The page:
Show that an element has order 2 in if and only if its cycle decomposition is a product of commuting 2-cycles.

Lemma 1. Let be a group and a finite nonempty index set. For all and mutually commute we have . Proof: We proceed by induction on the cardinality of . If the statement is trivial. If the statement holds for all indexing sets of cardinality , and is an index set of cardinality , we have . Thus by induction the statement holds for all finite sets .

Now to the main result.

Suppose is a (necessarily finite) product of commuting 2-cycles. Then by the lemma, . Thus .

Let be an element of order 2, and suppose that the cycle decomposition of is not a product of commuting 2-cycles. Then some cycle in the decomposition of has length at least 3; say this cycle is . Note that , so that . This is a contradiction; in particular, every cycle in the decomposition of has length 2. So the cycle decomposition of is a product of commuting 2-cycles.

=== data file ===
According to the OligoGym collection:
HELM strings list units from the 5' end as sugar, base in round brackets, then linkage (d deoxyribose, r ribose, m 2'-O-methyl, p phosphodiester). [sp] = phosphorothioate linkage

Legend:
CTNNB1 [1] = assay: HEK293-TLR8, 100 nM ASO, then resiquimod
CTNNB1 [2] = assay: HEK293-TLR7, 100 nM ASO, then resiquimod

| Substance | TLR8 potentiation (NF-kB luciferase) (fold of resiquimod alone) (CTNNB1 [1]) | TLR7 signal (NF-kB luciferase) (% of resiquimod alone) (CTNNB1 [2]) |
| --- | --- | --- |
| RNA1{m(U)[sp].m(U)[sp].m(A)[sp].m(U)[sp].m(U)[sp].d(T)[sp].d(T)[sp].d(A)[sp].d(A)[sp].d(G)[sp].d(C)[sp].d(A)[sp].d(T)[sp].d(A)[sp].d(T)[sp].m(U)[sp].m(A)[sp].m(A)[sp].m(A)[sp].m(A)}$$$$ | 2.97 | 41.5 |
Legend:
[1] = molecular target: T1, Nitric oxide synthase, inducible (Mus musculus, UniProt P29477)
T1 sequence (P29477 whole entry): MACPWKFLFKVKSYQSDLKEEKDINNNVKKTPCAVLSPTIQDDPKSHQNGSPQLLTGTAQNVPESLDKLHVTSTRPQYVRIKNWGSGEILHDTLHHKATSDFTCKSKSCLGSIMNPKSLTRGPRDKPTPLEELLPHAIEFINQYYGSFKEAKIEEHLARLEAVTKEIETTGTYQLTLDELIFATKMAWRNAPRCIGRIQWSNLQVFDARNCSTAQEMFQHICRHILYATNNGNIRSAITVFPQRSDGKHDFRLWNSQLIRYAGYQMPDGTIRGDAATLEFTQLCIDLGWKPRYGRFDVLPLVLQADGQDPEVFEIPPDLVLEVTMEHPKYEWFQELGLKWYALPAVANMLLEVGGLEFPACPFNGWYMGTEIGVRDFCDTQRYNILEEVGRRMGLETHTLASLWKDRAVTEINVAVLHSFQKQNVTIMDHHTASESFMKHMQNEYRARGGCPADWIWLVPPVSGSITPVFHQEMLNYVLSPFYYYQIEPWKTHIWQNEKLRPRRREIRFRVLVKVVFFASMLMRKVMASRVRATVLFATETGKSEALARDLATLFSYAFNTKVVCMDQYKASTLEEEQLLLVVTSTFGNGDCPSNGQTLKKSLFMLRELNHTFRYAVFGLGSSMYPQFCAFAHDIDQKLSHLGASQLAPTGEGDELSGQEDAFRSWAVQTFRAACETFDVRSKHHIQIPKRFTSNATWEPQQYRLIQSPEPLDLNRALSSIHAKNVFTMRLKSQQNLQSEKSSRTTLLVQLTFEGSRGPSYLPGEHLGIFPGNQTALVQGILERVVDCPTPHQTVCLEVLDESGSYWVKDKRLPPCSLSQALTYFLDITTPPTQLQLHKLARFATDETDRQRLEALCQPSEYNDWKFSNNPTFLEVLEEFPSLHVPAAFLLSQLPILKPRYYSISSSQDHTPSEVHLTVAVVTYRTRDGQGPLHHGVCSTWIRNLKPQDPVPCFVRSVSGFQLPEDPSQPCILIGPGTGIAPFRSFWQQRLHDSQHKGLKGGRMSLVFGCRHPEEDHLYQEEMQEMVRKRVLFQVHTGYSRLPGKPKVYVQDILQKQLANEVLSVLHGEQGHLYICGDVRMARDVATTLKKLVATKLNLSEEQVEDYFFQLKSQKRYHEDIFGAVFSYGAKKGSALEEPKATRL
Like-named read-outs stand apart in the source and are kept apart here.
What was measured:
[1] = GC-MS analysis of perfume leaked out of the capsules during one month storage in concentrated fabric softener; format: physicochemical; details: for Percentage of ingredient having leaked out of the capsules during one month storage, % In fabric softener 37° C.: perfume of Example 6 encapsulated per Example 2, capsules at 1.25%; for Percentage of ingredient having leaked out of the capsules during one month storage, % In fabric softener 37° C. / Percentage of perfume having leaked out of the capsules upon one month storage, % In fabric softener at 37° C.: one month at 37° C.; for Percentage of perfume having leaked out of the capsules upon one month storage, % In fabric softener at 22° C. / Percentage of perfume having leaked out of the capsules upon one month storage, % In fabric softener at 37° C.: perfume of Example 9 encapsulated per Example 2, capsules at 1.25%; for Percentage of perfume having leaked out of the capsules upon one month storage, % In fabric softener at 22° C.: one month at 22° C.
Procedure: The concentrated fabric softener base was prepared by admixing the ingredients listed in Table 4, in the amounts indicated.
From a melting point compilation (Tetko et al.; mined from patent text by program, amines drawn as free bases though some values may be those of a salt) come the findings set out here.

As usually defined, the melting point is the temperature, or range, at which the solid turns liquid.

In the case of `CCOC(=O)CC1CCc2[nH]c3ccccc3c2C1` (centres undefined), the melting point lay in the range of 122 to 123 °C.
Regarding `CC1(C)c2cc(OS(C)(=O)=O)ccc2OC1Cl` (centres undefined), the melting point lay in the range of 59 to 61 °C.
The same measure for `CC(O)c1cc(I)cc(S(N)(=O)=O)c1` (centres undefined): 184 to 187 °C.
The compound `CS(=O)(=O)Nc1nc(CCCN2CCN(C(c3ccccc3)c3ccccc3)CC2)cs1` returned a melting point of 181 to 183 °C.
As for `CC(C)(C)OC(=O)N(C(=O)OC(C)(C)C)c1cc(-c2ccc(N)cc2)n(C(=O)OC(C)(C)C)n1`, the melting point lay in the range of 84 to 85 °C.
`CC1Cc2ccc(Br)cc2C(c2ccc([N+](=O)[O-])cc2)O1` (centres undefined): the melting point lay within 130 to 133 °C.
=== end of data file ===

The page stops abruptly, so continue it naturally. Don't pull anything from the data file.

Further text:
## Comments

Hi,

For the forward direction, I believe you only proved that sigma must be the product of 2-cycles, but you haven’t showed the commutative part.

What we showed here is that the cycle decomposition of consists of 2-cycles. The cycles in this decomposition commute since they are disjoint.

I edited the proof to make this more clear. Thanks!